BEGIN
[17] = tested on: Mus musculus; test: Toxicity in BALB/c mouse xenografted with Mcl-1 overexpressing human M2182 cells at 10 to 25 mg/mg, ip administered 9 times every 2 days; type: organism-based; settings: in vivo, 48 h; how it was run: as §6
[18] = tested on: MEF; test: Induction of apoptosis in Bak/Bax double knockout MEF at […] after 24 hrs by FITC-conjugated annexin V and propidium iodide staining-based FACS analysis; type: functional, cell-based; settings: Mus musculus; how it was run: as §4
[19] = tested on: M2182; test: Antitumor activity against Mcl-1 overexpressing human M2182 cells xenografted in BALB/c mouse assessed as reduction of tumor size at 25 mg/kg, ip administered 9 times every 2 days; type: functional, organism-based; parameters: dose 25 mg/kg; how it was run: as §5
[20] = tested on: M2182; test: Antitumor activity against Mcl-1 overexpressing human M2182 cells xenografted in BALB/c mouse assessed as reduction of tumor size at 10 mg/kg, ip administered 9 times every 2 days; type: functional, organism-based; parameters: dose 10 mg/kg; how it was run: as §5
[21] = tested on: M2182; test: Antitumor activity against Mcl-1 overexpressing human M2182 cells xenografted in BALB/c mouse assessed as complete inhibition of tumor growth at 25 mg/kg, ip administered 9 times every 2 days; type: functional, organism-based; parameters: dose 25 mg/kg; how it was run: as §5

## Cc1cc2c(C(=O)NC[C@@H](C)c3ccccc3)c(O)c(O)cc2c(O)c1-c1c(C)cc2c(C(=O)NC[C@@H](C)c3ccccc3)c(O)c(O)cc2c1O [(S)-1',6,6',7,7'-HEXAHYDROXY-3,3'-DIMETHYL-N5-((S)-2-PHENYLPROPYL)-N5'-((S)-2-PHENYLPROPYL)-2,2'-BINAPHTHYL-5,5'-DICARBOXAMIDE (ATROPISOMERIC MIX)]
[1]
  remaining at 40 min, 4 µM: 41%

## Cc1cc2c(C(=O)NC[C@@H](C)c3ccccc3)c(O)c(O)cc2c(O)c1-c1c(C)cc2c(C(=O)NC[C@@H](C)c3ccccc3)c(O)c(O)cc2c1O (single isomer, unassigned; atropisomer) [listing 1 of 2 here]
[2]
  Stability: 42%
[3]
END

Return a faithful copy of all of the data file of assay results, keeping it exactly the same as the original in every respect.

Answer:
[17] = tested on: Mus musculus; test: Toxicity in BALB/c mouse xenografted with Mcl-1 overexpressing human M2182 cells at 10 to 25 mg/mg, ip administered 9 times every 2 days; type: organism-based; settings: in vivo, 48 h; how it was run: as §6
[18] = tested on: MEF; test: Induction of apoptosis in Bak/Bax double knockout MEF at […] after 24 hrs by FITC-conjugated annexin V and propidium iodide staining-based FACS analysis; type: functional, cell-based; settings: Mus musculus; how it was run: as §4
[19] = tested on: M2182; test: Antitumor activity against Mcl-1 overexpressing human M2182 cells xenografted in BALB/c mouse assessed as reduction of tumor size at 25 mg/kg, ip administered 9 times every 2 days; type: functional, organism-based; parameters: dose 25 mg/kg; how it was run: as §5
[20] = tested on: M2182; test: Antitumor activity against Mcl-1 overexpressing human M2182 cells xenografted in BALB/c mouse assessed as reduction of tumor size at 10 mg/kg, ip administered 9 times every 2 days; type: functional, organism-based; parameters: dose 10 mg/kg; how it was run: as §5
[21] = tested on: M2182; test: Antitumor activity against Mcl-1 overexpressing human M2182 cells xenografted in BALB/c mouse assessed as complete inhibition of tumor growth at 25 mg/kg, ip administered 9 times every 2 days; type: functional, organism-based; parameters: dose 25 mg/kg; how it was run: as §5

## Cc1cc2c(C(=O)NC[C@@H](C)c3ccccc3)c(O)c(O)cc2c(O)c1-c1c(C)cc2c(C(=O)NC[C@@H](C)c3ccccc3)c(O)c(O)cc2c1O [(S)-1',6,6',7,7'-HEXAHYDROXY-3,3'-DIMETHYL-N5-((S)-2-PHENYLPROPYL)-N5'-((S)-2-PHENYLPROPYL)-2,2'-BINAPHTHYL-5,5'-DICARBOXAMIDE (ATROPISOMERIC MIX)]
[1]
  remaining at 40 min, 4 µM: 41%

## Cc1cc2c(C(=O)NC[C@@H](C)c3ccccc3)c(O)c(O)cc2c(O)c1-c1c(C)cc2c(C(=O)NC[C@@H](C)c3ccccc3)c(O)c(O)cc2c1O (single isomer, unassigned; atropisomer) [listing 1 of 2 here]
[2]
  Stability: 42%
[3]